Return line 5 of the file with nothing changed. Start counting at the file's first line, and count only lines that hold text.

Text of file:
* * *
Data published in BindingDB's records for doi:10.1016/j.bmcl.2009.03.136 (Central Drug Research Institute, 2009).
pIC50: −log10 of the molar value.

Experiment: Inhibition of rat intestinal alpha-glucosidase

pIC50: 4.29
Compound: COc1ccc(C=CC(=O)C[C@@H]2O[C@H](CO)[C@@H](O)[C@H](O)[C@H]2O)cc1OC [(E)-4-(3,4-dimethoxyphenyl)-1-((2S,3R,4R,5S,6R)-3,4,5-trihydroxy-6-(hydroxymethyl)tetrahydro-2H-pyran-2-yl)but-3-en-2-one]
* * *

Compound: COc1ccc(C=CC(=O)C[C@@H]2O[C@H](CO)[C@@H](O)[C@H](O)[C@H]2O)cc1OC [(E)-4-(3,4-dimethoxyphenyl)-1-((2S,3R,4R,5S,6R)-3,4,5-trihydroxy-6-(hydroxymethyl)tetrahydro-2H-pyran-2-yl)but-3-en-2-one]